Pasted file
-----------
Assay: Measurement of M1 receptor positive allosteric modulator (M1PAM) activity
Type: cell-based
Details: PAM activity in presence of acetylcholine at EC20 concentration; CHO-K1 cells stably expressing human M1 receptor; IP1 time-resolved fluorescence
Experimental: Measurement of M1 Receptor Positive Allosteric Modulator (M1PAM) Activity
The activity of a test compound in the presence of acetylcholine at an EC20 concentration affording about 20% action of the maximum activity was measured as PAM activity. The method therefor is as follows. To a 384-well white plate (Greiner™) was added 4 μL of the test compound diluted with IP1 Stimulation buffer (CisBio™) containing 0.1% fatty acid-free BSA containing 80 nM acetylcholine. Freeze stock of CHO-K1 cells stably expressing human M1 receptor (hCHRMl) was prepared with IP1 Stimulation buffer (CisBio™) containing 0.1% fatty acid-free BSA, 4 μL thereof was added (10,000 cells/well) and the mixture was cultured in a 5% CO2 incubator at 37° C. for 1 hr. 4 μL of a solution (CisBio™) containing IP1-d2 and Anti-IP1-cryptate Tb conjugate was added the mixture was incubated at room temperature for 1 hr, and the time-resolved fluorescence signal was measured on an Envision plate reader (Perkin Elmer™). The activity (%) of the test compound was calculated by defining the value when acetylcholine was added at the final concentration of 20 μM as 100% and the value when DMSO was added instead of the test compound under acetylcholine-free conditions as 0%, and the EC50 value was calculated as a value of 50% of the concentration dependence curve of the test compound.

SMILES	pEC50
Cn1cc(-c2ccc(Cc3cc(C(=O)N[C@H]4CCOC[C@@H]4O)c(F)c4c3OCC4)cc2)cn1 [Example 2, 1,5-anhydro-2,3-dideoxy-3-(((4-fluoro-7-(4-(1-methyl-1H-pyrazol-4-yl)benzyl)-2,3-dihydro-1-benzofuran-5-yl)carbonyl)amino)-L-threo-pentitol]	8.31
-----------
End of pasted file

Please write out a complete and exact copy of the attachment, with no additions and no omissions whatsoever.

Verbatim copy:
Assay: Measurement of M1 receptor positive allosteric modulator (M1PAM) activity
Type: cell-based
Details: PAM activity in presence of acetylcholine at EC20 concentration; CHO-K1 cells stably expressing human M1 receptor; IP1 time-resolved fluorescence
Experimental: Measurement of M1 Receptor Positive Allosteric Modulator (M1PAM) Activity
The activity of a test compound in the presence of acetylcholine at an EC20 concentration affording about 20% action of the maximum activity was measured as PAM activity. The method therefor is as follows. To a 384-well white plate (Greiner™) was added 4 μL of the test compound diluted with IP1 Stimulation buffer (CisBio™) containing 0.1% fatty acid-free BSA containing 80 nM acetylcholine. Freeze stock of CHO-K1 cells stably expressing human M1 receptor (hCHRMl) was prepared with IP1 Stimulation buffer (CisBio™) containing 0.1% fatty acid-free BSA, 4 μL thereof was added (10,000 cells/well) and the mixture was cultured in a 5% CO2 incubator at 37° C. for 1 hr. 4 μL of a solution (CisBio™) containing IP1-d2 and Anti-IP1-cryptate Tb conjugate was added the mixture was incubated at room temperature for 1 hr, and the time-resolved fluorescence signal was measured on an Envision plate reader (Perkin Elmer™). The activity (%) of the test compound was calculated by defining the value when acetylcholine was added at the final concentration of 20 μM as 100% and the value when DMSO was added instead of the test compound under acetylcholine-free conditions as 0%, and the EC50 value was calculated as a value of 50% of the concentration dependence curve of the test compound.

SMILES	pEC50
Cn1cc(-c2ccc(Cc3cc(C(=O)N[C@H]4CCOC[C@@H]4O)c(F)c4c3OCC4)cc2)cn1 [Example 2, 1,5-anhydro-2,3-dideoxy-3-(((4-fluoro-7-(4-(1-methyl-1H-pyrazol-4-yl)benzyl)-2,3-dihydro-1-benzofuran-5-yl)carbonyl)amino)-L-threo-pentitol]	8.31